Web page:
If you’ve been reading my blog, you’ve been following our preparations for relocation to Maui. Part of that adventure included getting Beast, our Alaskan Malamute, to the island as well. Sadly, those plans have now changed.

Beast had been having some throat issues for a while, and we thought we had it pretty much taken care of. Last week, the coughing became suddenly worse, and he started refusing food. Sarah took him in to the vet, and the X-ray revealed a huge tumor in his throat, distorting his trachea, and putting him at risk of asphyxiation, a horrible way to go. Sarah was with him in Newport with family while I was in Kula setting up the house. I turned off the saw, realized I had a text from Sarah, and called her. Her first words were “he’s gone, baby, I’m so sorry.” Sarah had been trying to reach me, and I either couldn’t hear the phone or wasn’t getting reception, so she had to make the hard call by herself, a hellish task. We can only be thankful that the choice was clear.

Change is hard for dogs, and the last month or so had been especially challenging for our boy, with strange people viewing the house, packing, things disappearing into boxes. We set his travel crate up in the living room with us and he really took to it, preferring to stay in there quite a bit, denning. Then out of the house and into a hotel for a week. Sarah was working, so Beast and I were on our own, together constantly, going for walks, exploring the pet store, finding the hotel room, learning about elevators. He was game, curious, playful and, a bit unusual for him, snuggly.

On the 30th, I gave him a hug and a belly rub, and departed for the airport for Maui. I didn’t know it was the last time I’d see the dog I’d adopted seven years before.

Since my departure, Sarah had him roaming the beaches in Oregon, playing with his new dog friend Odie on the ranch in Newport, and seemingly rediscovering some of the puppyhood he’d never had. His last weeks were filled with adventure, and he embraced it.

When I first brought Beast home with Belle, he was the troubled one, lacking any sort of confidence, glued to Belle’s side. Touching him anywhere back of his shoulder blades caused him to cower and cry in fear. Three years later, I could grab his tail and he’d understand it was play – but that was a long, gentle process to get him to realize he had a place in our home that was his. We watched him blossom, learning it was all right to play, to ask for attention, to demand dinner. When we lost Belle, he became our only child, the sole center of our dog-world. He moved out of her shadow and started expressing himself more than ever before. He watched more television than any dog I’ve ever known.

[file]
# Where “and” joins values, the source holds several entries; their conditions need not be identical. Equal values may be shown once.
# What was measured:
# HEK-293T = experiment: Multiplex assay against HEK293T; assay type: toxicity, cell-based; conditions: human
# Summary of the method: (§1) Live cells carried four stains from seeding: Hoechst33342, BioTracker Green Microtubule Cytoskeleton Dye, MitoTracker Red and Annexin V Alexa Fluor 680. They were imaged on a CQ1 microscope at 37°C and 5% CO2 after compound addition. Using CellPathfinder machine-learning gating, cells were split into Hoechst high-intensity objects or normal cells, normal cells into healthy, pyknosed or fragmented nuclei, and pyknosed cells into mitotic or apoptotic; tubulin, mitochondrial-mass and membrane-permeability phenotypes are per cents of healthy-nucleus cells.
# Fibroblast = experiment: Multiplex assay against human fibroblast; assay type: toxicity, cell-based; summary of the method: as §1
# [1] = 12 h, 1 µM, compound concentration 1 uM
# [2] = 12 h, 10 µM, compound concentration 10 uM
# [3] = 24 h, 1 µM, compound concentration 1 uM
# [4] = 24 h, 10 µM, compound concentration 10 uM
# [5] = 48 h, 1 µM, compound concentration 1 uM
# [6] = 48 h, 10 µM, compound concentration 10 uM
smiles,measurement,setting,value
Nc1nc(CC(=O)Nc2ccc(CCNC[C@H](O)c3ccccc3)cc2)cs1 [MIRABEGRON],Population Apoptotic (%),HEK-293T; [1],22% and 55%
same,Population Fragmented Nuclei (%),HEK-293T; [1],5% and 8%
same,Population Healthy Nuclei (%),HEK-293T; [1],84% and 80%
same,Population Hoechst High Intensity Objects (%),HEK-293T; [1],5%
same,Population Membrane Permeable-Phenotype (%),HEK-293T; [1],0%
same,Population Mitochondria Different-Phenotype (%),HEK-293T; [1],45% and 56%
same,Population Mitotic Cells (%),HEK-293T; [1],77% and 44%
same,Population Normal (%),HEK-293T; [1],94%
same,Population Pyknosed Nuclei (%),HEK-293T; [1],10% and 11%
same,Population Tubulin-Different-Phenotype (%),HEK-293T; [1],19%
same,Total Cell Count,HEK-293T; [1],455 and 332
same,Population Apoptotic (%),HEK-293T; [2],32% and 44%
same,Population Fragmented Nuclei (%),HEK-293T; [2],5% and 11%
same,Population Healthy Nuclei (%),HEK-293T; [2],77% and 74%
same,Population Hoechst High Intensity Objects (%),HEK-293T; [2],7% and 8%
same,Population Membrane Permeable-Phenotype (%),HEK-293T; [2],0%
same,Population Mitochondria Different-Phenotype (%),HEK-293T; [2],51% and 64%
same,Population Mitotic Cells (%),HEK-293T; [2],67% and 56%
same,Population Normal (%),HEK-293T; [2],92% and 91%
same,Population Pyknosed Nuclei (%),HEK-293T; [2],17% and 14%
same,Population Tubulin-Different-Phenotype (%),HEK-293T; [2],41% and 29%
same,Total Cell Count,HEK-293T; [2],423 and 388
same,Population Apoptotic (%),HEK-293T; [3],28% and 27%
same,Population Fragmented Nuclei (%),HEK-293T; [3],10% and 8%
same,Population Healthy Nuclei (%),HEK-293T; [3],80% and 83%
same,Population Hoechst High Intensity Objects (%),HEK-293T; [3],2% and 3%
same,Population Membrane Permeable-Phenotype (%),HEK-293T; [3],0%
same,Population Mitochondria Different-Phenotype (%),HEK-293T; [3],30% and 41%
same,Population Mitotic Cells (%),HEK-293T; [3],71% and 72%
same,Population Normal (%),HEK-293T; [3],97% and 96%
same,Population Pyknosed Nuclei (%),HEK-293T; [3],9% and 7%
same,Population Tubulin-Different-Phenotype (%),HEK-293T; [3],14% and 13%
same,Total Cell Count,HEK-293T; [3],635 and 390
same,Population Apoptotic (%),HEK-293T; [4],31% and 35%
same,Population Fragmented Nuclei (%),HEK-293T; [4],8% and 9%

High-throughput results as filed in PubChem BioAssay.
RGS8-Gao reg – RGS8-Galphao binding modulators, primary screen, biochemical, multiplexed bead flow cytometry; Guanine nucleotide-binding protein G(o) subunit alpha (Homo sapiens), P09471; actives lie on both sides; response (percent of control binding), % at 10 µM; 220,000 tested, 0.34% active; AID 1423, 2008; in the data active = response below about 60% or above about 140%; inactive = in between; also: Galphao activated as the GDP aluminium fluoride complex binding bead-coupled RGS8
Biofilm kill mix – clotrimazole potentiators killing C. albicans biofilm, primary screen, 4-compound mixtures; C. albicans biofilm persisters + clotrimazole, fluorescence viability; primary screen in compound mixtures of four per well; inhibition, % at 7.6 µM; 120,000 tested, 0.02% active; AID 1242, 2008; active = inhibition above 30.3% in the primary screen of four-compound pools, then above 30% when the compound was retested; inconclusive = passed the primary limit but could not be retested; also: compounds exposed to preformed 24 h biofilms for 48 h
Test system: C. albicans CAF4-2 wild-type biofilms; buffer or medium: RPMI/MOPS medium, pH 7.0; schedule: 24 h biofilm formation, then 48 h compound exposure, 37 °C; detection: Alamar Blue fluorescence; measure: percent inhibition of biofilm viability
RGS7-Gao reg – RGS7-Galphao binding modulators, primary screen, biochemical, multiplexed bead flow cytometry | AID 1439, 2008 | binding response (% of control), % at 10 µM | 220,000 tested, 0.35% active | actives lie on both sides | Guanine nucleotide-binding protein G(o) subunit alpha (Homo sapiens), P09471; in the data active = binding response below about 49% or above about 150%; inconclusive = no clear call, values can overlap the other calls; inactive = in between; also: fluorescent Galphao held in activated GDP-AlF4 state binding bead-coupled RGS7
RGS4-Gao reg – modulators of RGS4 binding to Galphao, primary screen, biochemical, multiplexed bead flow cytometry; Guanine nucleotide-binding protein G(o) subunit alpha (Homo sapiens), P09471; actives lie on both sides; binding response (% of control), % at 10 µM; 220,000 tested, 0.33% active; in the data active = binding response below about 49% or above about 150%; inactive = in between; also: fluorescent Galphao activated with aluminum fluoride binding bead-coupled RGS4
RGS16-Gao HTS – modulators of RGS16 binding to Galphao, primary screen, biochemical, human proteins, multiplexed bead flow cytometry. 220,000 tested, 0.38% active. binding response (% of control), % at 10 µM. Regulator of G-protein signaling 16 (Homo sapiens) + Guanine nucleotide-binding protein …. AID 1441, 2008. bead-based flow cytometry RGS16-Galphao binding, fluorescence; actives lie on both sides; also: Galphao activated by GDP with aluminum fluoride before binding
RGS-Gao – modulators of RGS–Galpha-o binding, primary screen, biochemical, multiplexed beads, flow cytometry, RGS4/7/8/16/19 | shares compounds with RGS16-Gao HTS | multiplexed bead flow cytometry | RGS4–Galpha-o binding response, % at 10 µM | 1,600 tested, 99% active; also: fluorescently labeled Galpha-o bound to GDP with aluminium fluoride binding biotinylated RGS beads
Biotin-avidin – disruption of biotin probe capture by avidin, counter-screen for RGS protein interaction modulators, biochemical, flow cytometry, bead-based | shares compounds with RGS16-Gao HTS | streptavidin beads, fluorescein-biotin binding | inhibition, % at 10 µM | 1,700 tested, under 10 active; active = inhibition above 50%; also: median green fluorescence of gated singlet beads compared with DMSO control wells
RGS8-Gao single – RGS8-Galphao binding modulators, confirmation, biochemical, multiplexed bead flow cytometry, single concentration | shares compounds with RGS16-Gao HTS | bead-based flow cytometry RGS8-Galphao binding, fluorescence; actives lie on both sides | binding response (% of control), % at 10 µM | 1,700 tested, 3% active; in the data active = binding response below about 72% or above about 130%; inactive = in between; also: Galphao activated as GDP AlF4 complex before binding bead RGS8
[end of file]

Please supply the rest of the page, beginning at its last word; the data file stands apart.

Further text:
Beast was a gentle giant, curious but insecure, loving but only just beginning, really, to understand how to ask for love, fascinated by little children. I like to think he’s running with Belle now, free and happy. Our pack is smaller, and we miss him terribly.

Island Bound 1: Dreams of Maui

Sarah at Ahihi Kinau 

A couple of years ago, my wife, Sarah, and I took a vacation on Maui. Sarah had never been to Hawai’i before, so I was curious to see how she liked the place. I used to live on Oahu many years ago, enticed out to the University of Hawai’i at Mānoa from Denver when my future boss said something like “well, you’ll have to spend about half your time in the water training dolphins.”

Sarah lived for a while in Costa Rica, and had thoughts of returning to that sort of climate at some point. Sitting at a table in Ka’anapali, sipping a cold drink, looking out over the ocean, Sarah commented “this is so much like Costa Rica, but something’s different.” I’m a pretty experienced traveler, but it’s one thing to visit a foreign country and quite another to consider when buying real estate, settling down and such. Also, Costa Rica is a long way from the west coast. I responded “It’s in the U.S.” and her reaction was “Whoa! Yeah, that’s it!”

I think our dream of moving to Maui may have started at that moment.

Over the next couple of years, we returned to Maui a few times, staying in different locations to try out the many microclimates and communities found on the island. We did the resort thing in Ka’anapali. We stayed in a cottage by the beach in Kihei, and in an ohana in Pukalani. We explored the south shore down to Makena and the north shore down to Haiku. We started gravitating to the upcountry area (is that antigravity?), and fell in love with the vibe, and the views, in Kula. I reached out to an old acquaintance, a realtor on the island, and started the process of getting more serious about a future with the word “relocation” in it. 

House hunting on Maui can be exciting and frustrating. Houses can be ramshackle but crazy expensive, neighborhoods can change dramatically by turning a corner. As a mainlander, you need to understand the difference between lease hold and fee simple. New home construction is surprisingly costly per square foot – and many neighborhoods dictate a minimum size enclosed space – lanais don’t count. There are garden views, and territorial views, and ocean views – and something I’ve only heard of on Maui, the bi-coastal view, where you look sort of westward at the West Maui Mountains, and you’re able to see both north and south coasts. And there’s the concept of the Condominium Property Regime

Early in 2013, house-hunting, we fell a bit in love with a little place just up the road from the Kula Lodge. Not quite a bi-coastal view, but a sweet view of the north shore, Kahului, the West Maui Mountains, and even Moloka’i in the distance. We arranged pre-approval with a local lender, and thought long and hard about making the leap. In the end, however, we decided the time wasn’t right, and we left the island for home.

The story doesn’t end there, however…

[next: Island Bound 2: Timing is Everything]